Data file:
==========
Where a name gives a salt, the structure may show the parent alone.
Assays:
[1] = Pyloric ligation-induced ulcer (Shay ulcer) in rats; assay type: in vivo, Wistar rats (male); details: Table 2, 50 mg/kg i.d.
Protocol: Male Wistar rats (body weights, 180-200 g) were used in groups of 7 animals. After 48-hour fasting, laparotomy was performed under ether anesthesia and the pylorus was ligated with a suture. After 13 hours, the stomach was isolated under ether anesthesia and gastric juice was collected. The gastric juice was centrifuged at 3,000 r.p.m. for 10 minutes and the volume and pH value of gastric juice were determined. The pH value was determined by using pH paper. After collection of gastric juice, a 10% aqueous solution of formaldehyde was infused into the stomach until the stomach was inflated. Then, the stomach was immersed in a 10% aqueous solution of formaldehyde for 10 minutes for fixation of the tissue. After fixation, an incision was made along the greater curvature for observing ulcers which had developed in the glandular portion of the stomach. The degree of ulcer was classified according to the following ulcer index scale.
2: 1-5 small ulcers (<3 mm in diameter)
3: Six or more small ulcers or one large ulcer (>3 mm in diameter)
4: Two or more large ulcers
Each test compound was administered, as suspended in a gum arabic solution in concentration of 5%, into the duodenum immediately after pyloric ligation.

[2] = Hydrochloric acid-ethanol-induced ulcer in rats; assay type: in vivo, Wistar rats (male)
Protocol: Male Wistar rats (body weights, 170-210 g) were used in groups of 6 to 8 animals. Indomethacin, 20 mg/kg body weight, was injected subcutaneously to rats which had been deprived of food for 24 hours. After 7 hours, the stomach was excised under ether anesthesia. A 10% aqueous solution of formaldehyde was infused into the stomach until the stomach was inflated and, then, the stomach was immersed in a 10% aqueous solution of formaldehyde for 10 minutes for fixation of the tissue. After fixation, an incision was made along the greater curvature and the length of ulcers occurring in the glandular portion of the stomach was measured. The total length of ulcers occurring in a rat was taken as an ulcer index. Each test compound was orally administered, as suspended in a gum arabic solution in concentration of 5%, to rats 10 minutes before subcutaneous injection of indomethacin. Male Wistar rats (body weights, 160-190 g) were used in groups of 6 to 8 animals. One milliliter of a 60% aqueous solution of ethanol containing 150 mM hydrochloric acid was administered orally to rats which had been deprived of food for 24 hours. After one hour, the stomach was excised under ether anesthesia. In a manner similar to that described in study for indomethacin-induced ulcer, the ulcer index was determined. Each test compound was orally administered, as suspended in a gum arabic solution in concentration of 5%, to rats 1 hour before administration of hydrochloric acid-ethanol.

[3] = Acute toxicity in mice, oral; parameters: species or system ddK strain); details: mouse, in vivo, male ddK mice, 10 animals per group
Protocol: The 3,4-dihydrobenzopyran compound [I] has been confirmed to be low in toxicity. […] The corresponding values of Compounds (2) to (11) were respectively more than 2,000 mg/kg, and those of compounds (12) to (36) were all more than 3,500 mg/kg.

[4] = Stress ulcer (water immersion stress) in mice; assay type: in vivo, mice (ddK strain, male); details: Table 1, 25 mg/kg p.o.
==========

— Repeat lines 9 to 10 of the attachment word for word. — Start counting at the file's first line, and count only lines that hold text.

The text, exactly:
[2] = Hydrochloric acid-ethanol-induced ulcer in rats; assay type: in vivo, Wistar rats (male)
Protocol: Male Wistar rats (body weights, 170-210 g) were used in groups of 6 to 8 animals. Indomethacin, 20 mg/kg body weight, was injected subcutaneously to rats which had been deprived of food for 24 hours. After 7 hours, the stomach was excised under ether anesthesia. A 10% aqueous solution of formaldehyde was infused into the stomach until the stomach was inflated and, then, the stomach was immersed in a 10% aqueous solution of formaldehyde for 10 minutes for fixation of the tissue. After fixation, an incision was made along the greater curvature and the length of ulcers occurring in the glandular portion of the stomach was measured. The total length of ulcers occurring in a rat was taken as an ulcer index. Each test compound was orally administered, as suspended in a gum arabic solution in concentration of 5%, to rats 10 minutes before subcutaneous injection of indomethacin. Male Wistar rats (body weights, 160-190 g) were used in groups of 6 to 8 animals. One milliliter of a 60% aqueous solution of ethanol containing 150 mM hydrochloric acid was administered orally to rats which had been deprived of food for 24 hours. After one hour, the stomach was excised under ether anesthesia. In a manner similar to that described in study for indomethacin-induced ulcer, the ulcer index was determined. Each test compound was orally administered, as suspended in a gum arabic solution in concentration of 5%, to rats 1 hour before administration of hydrochloric acid-ethanol.